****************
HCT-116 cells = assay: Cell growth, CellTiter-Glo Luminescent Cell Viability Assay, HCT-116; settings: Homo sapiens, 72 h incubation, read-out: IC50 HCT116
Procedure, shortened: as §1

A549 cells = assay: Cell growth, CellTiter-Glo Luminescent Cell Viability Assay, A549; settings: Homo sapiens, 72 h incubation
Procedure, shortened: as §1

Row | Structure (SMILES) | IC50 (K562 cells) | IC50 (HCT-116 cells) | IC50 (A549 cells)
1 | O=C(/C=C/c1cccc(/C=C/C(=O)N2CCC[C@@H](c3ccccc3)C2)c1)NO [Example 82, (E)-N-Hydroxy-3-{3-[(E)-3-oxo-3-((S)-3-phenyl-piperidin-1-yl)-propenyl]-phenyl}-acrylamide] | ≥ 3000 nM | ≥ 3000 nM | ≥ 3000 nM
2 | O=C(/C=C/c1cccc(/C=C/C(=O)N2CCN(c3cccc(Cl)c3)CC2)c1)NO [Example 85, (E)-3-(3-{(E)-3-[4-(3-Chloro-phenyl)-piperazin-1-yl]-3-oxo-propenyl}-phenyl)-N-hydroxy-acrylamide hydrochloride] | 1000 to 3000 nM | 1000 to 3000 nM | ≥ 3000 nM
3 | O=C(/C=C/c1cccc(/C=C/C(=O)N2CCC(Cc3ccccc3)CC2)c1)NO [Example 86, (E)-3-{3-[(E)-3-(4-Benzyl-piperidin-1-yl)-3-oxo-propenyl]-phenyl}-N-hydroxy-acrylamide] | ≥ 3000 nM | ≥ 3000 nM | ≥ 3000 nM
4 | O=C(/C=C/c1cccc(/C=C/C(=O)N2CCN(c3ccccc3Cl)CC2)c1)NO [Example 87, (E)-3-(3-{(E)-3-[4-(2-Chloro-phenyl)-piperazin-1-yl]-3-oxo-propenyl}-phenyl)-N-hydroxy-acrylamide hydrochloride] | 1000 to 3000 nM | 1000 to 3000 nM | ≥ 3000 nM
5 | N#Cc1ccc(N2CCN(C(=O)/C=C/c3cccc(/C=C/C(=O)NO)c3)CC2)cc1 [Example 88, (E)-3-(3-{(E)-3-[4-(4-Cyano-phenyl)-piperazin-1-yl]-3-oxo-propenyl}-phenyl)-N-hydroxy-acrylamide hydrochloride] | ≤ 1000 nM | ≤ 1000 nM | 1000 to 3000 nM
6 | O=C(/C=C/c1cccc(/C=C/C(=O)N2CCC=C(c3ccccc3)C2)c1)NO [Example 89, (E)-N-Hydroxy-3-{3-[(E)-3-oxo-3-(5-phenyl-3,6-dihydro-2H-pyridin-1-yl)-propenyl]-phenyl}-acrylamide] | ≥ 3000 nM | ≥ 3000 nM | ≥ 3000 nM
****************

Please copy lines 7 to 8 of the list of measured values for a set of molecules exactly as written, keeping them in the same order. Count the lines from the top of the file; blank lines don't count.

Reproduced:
2 | O=C(/C=C/c1cccc(/C=C/C(=O)N2CCN(c3cccc(Cl)c3)CC2)c1)NO [Example 85, (E)-3-(3-{(E)-3-[4-(3-Chloro-phenyl)-piperazin-1-yl]-3-oxo-propenyl}-phenyl)-N-hydroxy-acrylamide hydrochloride] | 1000 to 3000 nM | 1000 to 3000 nM | ≥ 3000 nM
3 | O=C(/C=C/c1cccc(/C=C/C(=O)N2CCC(Cc3ccccc3)CC2)c1)NO [Example 86, (E)-3-{3-[(E)-3-(4-Benzyl-piperidin-1-yl)-3-oxo-propenyl]-phenyl}-N-hydroxy-acrylamide] | ≥ 3000 nM | ≥ 3000 nM | ≥ 3000 nM